Tina Arth, Westside Theatre Reviews
"The show... delivers fine entertainment for two hours, but its impact lingers and offers insights well after the stage goes dark."
Bag & Baggage ends its 2018-2019 with a surprisingly beautiful and moving production of playwright Jeremy Bloom’s Peter/Wendy. This stripped-down adaptation retains the key characters and plot points, and much of the language, of J. M. Barrie’s Peter Pan – but distills the essence of the original to expose traces of Barrie’s complex and troubled mind. As someone more familiar with the staged musical and Disney movie, I was enchanted and intrigued by this new perspective on a story I thought I knew. Director Cassie Greer has assembled a superb group of actors (all adults, which is particularly appropriate since this version is by no means a children’s story), and the staging is always inventive and frequently magical.
The story is told by the seven cast members who portray Peter, Wendy, Tinker Bell, Hook, Smee, Mr. and Mrs. Darling, Tiger Lily, a Lost Boy and a Mermaid. Eliminating little brothers Michael and John and other peripheral characters allows the story to focus intensely on a few key relationships and themes, and to allow the audience to view them in greater depth. Of course, the key relationship is the one between Peter and Wendy (hence, the title Peter/Wendy). However, Bloom’s script and Greer’s direction also shine an interesting light on Tinker Bell/Peter, subtly explore Peter/The Tiger Lily as failed seduction, put a fine note of panic into Wendy’s inability to reconnect with Mrs. Darling, present Mr. and Mrs. Darling as a real couple, and we connect with the one Lost Boy’s longing to be part of a real family. Above all, the audience feels the tragedy of Peter’s (Barrie’s) alienation from conventional reality – in this show, his refusal to grow up is so much more than a childish longing to have fun and fight play battles in a fantasy world.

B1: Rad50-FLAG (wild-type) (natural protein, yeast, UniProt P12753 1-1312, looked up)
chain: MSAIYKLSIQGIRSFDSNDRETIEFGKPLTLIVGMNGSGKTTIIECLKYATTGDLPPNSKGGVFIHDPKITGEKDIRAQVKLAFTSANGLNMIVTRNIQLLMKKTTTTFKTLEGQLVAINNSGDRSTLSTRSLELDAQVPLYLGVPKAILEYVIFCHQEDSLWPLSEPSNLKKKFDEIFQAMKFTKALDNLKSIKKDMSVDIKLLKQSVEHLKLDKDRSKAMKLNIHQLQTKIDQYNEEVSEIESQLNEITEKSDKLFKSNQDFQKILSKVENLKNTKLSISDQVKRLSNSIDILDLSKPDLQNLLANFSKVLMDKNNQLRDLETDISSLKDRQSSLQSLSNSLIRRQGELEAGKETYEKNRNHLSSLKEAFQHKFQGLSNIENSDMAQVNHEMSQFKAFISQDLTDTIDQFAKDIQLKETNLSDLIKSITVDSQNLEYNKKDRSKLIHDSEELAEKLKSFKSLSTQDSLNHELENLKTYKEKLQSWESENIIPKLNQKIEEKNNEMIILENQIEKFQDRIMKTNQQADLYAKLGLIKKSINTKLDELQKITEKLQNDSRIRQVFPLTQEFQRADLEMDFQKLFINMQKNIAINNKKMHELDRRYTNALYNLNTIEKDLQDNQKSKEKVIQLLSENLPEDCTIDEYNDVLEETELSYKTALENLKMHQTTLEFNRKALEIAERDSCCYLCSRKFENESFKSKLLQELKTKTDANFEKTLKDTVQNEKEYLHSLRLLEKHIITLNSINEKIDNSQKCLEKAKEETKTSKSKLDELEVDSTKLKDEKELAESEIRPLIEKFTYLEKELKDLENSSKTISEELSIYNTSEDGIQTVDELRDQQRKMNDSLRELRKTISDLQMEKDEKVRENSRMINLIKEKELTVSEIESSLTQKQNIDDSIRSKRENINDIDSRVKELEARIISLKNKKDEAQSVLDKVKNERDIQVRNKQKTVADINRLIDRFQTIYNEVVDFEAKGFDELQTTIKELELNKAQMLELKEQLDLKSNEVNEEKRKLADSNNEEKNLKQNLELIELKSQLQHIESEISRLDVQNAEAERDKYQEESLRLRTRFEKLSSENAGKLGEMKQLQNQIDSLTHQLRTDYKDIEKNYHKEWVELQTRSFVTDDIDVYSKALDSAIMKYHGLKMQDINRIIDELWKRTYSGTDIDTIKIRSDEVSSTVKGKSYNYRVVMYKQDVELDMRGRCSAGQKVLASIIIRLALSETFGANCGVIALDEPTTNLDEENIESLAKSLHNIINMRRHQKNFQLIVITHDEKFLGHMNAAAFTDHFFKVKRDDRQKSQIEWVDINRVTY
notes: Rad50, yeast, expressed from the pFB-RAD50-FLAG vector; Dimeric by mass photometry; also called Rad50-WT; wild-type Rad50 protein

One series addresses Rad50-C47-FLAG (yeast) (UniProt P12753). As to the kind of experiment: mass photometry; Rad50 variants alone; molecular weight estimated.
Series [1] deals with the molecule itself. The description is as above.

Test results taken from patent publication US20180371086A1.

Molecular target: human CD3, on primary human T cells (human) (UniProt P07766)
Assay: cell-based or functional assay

Phillip J. Berns is simply riveting as Peter Pan. He leaps around the stage with admirable agility, but even more impressive is his parallel ability to switch his emotional state instantaneously. Any time he ventures too close to reality, he leaps back and reframes his mood to hold the world at arm’s length. However, watch and listen closely and you’ll get glimpses of Peter’s inner pain – the subtle longing in his voice when he says “To die will be an awfully big adventure” is absolutely heartbreaking. Kayla Kelly creates an equally memorable Wendy – thoroughly wide-eyed, virginal and innocent, playful and adventurous, yet clearly destined for the mommy track and life as a functional adult.
Jeremy Sloan is often hilarious as he flits and glimmers through the role of Tinker Bell, but there is real menace in the ferocity of his reaction whenever Wendy or The Tiger Lily get too close to Peter. Kymberli Colbourne (Mrs. Darling/Hook) and Justin Charles (Mr. Darling/Smee) do versatile double duty and combine sometimes cartoonish moments and dialogue with sincere touches – I was especially moved by Colbourne’s intense and believable grief in her last scene as Mrs. Darling. In their comparatively small roles, both Cambria Herrera (The Tiger Lily) and Jacquelle Davis (A Lost Boy) also illuminate key themes. Herrera’s colorful performance captures her character’s connection with the natural world – she is essentially a flower, and her enthusiastic sensuality adds a special dimension to the tale. Davis treads the fine line between Neverland’s world of fantasy and the real world of London – her ability to move emotionally between both worlds illuminates the tragic elements of life as an unwanted child.
Greer and her production team fully exploit the unique technological and spatial features of The Vault, using lighting and projection to support Jim Ricks-White’s scenic design. Four gigantic sheets flow smoothly, transforming the space from a cloaked room to a giant and inclusive tent that draws the audience into the fantasy, then forming massive sails and ultimately providing the backdrop for projections of a night sky that dwarfs the world below.
Peter/Wendy is not the comfortable, fun version of J. M. Barrie’s classic that audiences usually expect, nor are the themes easily accessed – audiences will leave the theater pondering what they have seen, and will find their minds returning to the show for days. The show is relatively short and delivers fine entertainment for two hours, but its impact lingers and offers insights well after the stage goes dark.
Bag&Baggage’s Peter/Wendy is playing at The Vault, 350 E. Main Street, Hillsboro, through May 19th, with 7:30 p.m. performances Thursday, Friday, and Saturday and 2:00 p.m. Sunday matinees.